Meanwhile, another blog helpfully tells us how this whole sorry situation¬† came about (it didn’t rain):

And how the reservoir “fought back from the brink” (it rained):

It’s fascinating, incisive stuff. But I do appreciate that it’s all a bit technical, so don’t worry if you’re struggling to keep up.
That’s why we have experts for this sort of thing. And that’s why they get paid the big bucks.

Don’t get me wrong though. No matter how shitty the reporting, it is great that we’ve moved forward from what we saw when we went out there in February.

But drought isn’t a purely Capetonian thing. Take a look at Sheffield’s local reservoir, which also supplies Derby, Nottingham and Leicester:

It’s looking scarily similar to scenes we’ve seen here recently. In the distance, you can see one of the towers of the Derwent Dam, which should look like this:

There’s a lot more dam wall on show in that top image than there should be.

Sheffield isn’t quite at the point of water restrictions yet, although other places in the UK are about to be¬†(and Northern Ireland was, but isn’t any more).

As for Cape Town, our Level 6b water restrictions are still in place. We’re out of the woods, but we still can’t afford to be complacent. And the city council are going to ensure we remember that by charging us a ridiculous amount for the water that we use.

But I can understand their caution in not cutting the restrictions just yet. When they do, water use is inevitably going to spike and it would be seen as a huge own goal to have to reinstate the restrictions once they had relaxed them.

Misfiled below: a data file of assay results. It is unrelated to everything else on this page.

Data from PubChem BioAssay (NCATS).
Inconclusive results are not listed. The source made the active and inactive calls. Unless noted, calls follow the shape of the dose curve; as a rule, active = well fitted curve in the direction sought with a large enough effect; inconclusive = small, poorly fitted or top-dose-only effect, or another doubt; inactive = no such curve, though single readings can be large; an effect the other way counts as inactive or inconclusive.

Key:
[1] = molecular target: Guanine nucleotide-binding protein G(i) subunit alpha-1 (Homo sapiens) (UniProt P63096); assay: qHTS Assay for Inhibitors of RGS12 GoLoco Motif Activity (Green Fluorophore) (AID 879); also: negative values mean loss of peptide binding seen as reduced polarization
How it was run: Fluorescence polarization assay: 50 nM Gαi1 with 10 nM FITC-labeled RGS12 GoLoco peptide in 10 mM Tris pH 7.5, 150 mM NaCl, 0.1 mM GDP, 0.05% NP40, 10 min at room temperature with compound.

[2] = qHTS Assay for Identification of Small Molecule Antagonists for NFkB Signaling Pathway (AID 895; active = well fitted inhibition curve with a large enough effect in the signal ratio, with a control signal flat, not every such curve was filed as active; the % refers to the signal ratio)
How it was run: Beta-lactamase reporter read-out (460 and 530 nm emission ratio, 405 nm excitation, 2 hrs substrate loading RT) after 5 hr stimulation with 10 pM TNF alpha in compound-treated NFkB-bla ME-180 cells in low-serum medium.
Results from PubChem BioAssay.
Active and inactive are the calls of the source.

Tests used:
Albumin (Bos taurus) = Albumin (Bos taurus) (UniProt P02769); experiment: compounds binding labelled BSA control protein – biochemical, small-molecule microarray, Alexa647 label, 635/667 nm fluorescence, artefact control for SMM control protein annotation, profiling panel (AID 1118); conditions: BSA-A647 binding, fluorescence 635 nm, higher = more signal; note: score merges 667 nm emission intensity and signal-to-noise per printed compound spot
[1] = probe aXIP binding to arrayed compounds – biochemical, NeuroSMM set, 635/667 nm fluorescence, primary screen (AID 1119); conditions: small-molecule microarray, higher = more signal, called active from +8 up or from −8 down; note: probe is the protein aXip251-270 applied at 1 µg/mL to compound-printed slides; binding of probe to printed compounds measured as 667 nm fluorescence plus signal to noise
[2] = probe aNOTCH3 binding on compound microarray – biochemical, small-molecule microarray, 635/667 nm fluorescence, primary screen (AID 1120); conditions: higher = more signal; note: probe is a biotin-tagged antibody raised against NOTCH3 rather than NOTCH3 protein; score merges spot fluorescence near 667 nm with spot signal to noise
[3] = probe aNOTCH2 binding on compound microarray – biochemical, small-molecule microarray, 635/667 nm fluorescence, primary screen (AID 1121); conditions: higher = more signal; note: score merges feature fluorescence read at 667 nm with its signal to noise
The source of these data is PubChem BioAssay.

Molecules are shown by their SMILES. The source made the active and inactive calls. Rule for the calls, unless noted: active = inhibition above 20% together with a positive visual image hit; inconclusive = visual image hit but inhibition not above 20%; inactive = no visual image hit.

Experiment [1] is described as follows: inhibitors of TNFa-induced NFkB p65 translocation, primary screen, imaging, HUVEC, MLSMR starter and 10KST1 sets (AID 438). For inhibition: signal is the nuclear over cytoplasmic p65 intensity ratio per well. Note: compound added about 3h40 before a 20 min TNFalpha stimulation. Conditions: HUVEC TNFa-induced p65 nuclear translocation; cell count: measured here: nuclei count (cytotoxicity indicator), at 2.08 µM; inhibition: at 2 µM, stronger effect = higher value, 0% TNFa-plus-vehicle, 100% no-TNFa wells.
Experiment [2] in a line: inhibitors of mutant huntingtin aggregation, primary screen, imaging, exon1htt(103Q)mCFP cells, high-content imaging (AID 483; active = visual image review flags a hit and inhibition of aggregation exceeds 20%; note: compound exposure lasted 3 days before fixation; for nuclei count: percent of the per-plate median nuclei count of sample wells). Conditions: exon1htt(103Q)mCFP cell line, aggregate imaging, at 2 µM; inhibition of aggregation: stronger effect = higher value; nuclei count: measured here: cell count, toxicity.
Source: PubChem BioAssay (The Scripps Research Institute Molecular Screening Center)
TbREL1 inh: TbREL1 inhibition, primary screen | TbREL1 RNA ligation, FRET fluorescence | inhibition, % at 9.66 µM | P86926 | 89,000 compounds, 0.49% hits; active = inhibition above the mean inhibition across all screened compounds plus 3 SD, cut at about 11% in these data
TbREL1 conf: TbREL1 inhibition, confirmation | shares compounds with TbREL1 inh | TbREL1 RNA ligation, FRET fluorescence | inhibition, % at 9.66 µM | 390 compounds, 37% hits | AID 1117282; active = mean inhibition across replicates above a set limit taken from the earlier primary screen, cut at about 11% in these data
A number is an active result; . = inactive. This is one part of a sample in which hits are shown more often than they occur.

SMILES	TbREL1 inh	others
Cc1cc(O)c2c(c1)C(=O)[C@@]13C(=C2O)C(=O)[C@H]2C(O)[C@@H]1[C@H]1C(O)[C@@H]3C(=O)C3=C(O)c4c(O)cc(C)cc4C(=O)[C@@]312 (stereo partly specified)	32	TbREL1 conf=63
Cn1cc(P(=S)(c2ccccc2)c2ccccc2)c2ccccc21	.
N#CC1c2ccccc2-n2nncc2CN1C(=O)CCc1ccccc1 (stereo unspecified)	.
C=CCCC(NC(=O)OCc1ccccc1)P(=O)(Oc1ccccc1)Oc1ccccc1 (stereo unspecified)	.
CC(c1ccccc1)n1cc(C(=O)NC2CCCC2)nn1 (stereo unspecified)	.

Perhaps what they should do is to double the capacity of all our dams.
That would make a huge difference.

As long as it rained.

 

Dangerously accurate tweet about dishwashers

Spotted a while back, stored for blogging today, this tweet:

Lucy is entirely correct.

Obviously, I take the former role chez nous, which is important because masterful arrangement is key in the efficient use of water for dishwashing purposes. And we’re all about efficient use of water.

In scheduling this post, I’m relying on the fact that we’re on a boat some safe distance from decent wifi in the middle of the French countryside and thus Mrs 6000 will not see it. It’s not that she’d disagree with my part in the above relationship, but she may well take offence at the description of her tacited suggested position.

(Even though Lucy absolutely nailed it.)

[hides]

15 months later…

…and while I was away this weekend, this idea was floated (no pun intended) once more.

Cue several (or more) twitter messages, a couple of twitter DMs and even a Whatsapp.

The news story in question details an ambitious plan to capture an iceberg and then tow it to Cape Town before mining it and selling it to the city to enhance the pitiful local water supply.

But only 10% of “their” “idea” is original.
The other 90%, hidden beneath the surface, blatantly rips me off.

In fact, the only two differences between this consortium’s recently announced proposed methodology and mine from 15 months ago, is that they plan to leave their iceberg out at sea and pump water to tankers to bring it ashore (I’m going to flatten the Franschhoek Valley and use gravity) and that they (stupidly) haven’t considered offsetting the cost of this challenging project by selling the final product in small bottles to craft brewers and achingly trendy Woodstock residents.

Still, those omissions are to their detriment and are surely not enough to convince any reasonable court of law that this consortium hasn’t ripped off my amazing idea, and thus I’m looking forward to being flush (only when it’s brown though) with cash real soon now.